Edited by Hendrik J. Kockaert
[The Journal of Internationalization and Localization 9:2] 2022
► pp. 180–205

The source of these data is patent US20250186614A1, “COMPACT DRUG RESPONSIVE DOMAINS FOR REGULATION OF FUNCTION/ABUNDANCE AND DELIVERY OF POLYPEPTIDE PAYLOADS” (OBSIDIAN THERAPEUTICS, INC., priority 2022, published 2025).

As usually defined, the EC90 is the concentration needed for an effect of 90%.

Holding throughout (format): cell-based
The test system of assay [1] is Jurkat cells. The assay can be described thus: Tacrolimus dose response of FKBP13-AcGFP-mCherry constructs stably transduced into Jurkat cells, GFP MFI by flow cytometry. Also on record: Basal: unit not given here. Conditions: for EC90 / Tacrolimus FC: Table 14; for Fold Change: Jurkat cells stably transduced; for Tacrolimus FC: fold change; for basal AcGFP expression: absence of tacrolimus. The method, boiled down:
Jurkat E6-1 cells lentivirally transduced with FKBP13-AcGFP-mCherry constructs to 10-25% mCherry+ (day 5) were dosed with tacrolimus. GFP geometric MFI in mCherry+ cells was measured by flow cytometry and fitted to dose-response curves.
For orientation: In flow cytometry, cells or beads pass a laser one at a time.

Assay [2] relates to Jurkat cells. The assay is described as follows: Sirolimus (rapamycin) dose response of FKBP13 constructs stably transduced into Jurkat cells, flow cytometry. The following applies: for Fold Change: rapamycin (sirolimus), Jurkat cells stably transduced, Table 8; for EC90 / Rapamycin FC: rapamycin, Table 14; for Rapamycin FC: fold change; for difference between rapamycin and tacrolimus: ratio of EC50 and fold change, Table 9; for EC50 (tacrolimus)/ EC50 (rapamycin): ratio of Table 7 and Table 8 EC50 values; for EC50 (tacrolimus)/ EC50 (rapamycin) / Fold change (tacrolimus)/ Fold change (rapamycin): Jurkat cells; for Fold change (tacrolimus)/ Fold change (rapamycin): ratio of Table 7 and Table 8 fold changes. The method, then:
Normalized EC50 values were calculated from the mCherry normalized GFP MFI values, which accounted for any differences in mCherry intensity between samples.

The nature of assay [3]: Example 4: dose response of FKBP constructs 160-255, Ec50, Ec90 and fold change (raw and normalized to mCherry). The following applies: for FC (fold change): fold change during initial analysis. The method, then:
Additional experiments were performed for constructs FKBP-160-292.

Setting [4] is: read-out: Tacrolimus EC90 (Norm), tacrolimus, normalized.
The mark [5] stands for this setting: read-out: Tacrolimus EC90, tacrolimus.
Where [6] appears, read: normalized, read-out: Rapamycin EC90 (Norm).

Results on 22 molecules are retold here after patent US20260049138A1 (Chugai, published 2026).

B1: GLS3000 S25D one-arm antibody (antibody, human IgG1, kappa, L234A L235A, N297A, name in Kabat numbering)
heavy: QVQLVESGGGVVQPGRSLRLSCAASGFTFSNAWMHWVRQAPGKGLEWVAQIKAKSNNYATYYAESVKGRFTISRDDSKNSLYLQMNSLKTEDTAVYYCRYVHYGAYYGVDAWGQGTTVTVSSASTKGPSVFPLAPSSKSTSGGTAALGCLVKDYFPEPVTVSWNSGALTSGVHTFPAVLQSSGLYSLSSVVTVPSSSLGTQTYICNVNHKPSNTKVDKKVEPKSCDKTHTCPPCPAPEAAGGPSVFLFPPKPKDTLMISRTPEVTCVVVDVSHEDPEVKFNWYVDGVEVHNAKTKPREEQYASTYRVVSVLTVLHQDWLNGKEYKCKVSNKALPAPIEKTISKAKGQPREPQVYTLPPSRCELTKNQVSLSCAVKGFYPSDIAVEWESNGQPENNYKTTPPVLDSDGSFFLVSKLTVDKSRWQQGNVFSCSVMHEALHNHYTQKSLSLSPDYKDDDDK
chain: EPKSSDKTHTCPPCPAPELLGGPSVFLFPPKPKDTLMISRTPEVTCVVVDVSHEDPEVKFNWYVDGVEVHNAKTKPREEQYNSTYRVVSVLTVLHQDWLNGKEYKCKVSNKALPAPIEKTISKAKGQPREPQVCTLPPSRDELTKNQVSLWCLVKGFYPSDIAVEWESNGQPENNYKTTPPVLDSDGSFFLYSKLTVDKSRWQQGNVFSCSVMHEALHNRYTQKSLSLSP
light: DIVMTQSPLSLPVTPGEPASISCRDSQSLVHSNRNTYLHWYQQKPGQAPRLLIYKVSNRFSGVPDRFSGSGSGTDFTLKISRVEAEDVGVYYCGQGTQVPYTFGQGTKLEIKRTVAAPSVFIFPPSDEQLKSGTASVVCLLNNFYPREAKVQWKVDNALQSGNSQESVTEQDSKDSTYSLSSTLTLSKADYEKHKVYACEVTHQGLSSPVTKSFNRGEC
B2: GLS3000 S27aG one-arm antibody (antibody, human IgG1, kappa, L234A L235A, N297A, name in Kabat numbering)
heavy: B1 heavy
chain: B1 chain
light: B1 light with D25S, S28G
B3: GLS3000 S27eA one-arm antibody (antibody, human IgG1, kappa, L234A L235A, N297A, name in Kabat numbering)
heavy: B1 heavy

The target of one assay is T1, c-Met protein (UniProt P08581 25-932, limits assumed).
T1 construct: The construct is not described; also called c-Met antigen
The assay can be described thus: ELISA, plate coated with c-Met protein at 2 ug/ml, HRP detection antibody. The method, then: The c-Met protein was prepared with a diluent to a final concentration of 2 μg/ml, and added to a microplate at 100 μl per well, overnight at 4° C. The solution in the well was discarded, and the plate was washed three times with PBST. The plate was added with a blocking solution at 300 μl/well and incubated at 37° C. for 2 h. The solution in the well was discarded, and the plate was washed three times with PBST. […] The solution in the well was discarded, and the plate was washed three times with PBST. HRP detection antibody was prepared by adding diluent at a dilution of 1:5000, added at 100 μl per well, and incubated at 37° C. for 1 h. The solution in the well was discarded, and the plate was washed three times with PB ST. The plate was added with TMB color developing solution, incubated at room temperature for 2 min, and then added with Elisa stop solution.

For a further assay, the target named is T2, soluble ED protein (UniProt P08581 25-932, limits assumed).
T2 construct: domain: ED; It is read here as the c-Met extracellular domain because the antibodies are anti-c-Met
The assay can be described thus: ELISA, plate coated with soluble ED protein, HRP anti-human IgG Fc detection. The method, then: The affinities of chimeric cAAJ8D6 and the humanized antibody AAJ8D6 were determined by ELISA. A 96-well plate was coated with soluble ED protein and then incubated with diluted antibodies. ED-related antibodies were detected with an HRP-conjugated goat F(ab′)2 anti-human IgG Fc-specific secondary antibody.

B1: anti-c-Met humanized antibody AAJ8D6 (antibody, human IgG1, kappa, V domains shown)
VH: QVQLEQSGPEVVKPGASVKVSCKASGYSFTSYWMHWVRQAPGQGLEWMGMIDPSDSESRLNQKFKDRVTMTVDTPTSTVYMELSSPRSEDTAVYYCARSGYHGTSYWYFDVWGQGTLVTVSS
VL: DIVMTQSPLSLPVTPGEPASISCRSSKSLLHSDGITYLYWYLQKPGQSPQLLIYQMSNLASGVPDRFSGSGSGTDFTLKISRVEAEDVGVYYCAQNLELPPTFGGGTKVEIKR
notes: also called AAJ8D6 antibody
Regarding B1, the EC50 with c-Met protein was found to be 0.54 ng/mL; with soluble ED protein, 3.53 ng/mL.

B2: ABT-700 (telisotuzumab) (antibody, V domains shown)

Access to healthcare information for Thailand’s migrants remains a challenge throughout the COVID-19 crisis, despite the Thai government’s efforts to support this vulnerable group. This study investigates the Thai authorities’ approach of health communication for migrant workers during the COVID-19 pandemic and the role and network of translators/interpreters as the state’s agent by adopting the concepts of translation and interpreting in crisis communication and actor-network theory. This article focuses primarily on Myanmar translators/interpreters in the Thai context. The findings show that the state’s translation/interpreting efforts during the pandemic were lackadaisical in meeting such linguistic demands for migrants who have contributed significantly to Thailand’s economic growth for more than two decades. Despite the state’s adoption of a national language policy, Thai linguistic nationalism remains dominant. Such a move appears to unintentionally contain the sense of ‘foreign contamination’ brought to Thailand by these ‘inferior’ nationals but stands in stark contradiction to their trans-border language demands. Furthermore, the existing network of Thai translators/interpreters, which should assist the government in strengthening health communication for disadvantaged communities, is underdeveloped. Competing factions, non-inclusive member recruiting, and a particular priority on language pairs all thwart the network’s establishment process. The private hospitals’ translators/interpreters for Myanmar are not strongly affiliated with professional networks but with an imbalanced structure of networking.